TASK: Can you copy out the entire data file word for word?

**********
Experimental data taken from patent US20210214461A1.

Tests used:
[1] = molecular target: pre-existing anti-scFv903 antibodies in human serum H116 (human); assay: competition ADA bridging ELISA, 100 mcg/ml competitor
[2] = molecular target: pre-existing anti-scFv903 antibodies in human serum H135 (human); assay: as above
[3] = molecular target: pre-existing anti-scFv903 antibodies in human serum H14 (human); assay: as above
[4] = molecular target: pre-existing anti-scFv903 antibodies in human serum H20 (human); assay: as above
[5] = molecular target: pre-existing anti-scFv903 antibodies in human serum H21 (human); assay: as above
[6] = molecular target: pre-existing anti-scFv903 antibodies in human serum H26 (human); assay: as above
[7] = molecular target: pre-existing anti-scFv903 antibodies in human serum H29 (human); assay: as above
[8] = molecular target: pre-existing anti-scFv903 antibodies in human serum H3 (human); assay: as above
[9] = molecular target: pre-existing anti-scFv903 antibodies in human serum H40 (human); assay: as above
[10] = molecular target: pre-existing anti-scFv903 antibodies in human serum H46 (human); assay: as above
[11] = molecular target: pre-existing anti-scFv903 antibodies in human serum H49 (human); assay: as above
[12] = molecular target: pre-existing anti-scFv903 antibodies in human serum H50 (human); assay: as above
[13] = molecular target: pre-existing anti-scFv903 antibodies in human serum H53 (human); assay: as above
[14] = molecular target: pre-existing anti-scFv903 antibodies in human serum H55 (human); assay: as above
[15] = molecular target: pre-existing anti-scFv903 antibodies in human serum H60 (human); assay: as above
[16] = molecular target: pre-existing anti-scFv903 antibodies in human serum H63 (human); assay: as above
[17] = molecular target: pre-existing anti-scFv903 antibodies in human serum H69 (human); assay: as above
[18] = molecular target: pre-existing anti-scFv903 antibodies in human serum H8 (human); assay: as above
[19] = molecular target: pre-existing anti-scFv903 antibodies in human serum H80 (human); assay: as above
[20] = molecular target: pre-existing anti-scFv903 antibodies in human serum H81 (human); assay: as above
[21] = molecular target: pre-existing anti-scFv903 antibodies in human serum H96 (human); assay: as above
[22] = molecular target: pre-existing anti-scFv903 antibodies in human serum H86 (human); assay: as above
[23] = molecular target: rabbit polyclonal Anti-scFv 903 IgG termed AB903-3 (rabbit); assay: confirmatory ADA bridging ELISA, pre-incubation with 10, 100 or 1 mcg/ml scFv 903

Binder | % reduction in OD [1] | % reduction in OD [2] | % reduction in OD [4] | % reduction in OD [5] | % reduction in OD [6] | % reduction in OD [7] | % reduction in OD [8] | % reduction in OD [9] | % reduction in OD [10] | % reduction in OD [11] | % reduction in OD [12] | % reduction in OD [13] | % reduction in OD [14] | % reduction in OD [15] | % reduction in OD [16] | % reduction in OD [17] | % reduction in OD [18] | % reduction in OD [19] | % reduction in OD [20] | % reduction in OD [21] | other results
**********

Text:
Experimental data taken from patent US20210214461A1.

Tests used:
[1] = molecular target: pre-existing anti-scFv903 antibodies in human serum H116 (human); assay: competition ADA bridging ELISA, 100 mcg/ml competitor
[2] = molecular target: pre-existing anti-scFv903 antibodies in human serum H135 (human); assay: as above
[3] = molecular target: pre-existing anti-scFv903 antibodies in human serum H14 (human); assay: as above
[4] = molecular target: pre-existing anti-scFv903 antibodies in human serum H20 (human); assay: as above
[5] = molecular target: pre-existing anti-scFv903 antibodies in human serum H21 (human); assay: as above
[6] = molecular target: pre-existing anti-scFv903 antibodies in human serum H26 (human); assay: as above
[7] = molecular target: pre-existing anti-scFv903 antibodies in human serum H29 (human); assay: as above
[8] = molecular target: pre-existing anti-scFv903 antibodies in human serum H3 (human); assay: as above
[9] = molecular target: pre-existing anti-scFv903 antibodies in human serum H40 (human); assay: as above
[10] = molecular target: pre-existing anti-scFv903 antibodies in human serum H46 (human); assay: as above
[11] = molecular target: pre-existing anti-scFv903 antibodies in human serum H49 (human); assay: as above
[12] = molecular target: pre-existing anti-scFv903 antibodies in human serum H50 (human); assay: as above
[13] = molecular target: pre-existing anti-scFv903 antibodies in human serum H53 (human); assay: as above
[14] = molecular target: pre-existing anti-scFv903 antibodies in human serum H55 (human); assay: as above
[15] = molecular target: pre-existing anti-scFv903 antibodies in human serum H60 (human); assay: as above
[16] = molecular target: pre-existing anti-scFv903 antibodies in human serum H63 (human); assay: as above
[17] = molecular target: pre-existing anti-scFv903 antibodies in human serum H69 (human); assay: as above
[18] = molecular target: pre-existing anti-scFv903 antibodies in human serum H8 (human); assay: as above
[19] = molecular target: pre-existing anti-scFv903 antibodies in human serum H80 (human); assay: as above
[20] = molecular target: pre-existing anti-scFv903 antibodies in human serum H81 (human); assay: as above
[21] = molecular target: pre-existing anti-scFv903 antibodies in human serum H96 (human); assay: as above
[22] = molecular target: pre-existing anti-scFv903 antibodies in human serum H86 (human); assay: as above
[23] = molecular target: rabbit polyclonal Anti-scFv 903 IgG termed AB903-3 (rabbit); assay: confirmatory ADA bridging ELISA, pre-incubation with 10, 100 or 1 mcg/ml scFv 903

Binder | % reduction in OD [1] | % reduction in OD [2] | % reduction in OD [4] | % reduction in OD [5] | % reduction in OD [6] | % reduction in OD [7] | % reduction in OD [8] | % reduction in OD [9] | % reduction in OD [10] | % reduction in OD [11] | % reduction in OD [12] | % reduction in OD [13] | % reduction in OD [14] | % reduction in OD [15] | % reduction in OD [16] | % reduction in OD [17] | % reduction in OD [18] | % reduction in OD [19] | % reduction in OD [20] | % reduction in OD [21] | other results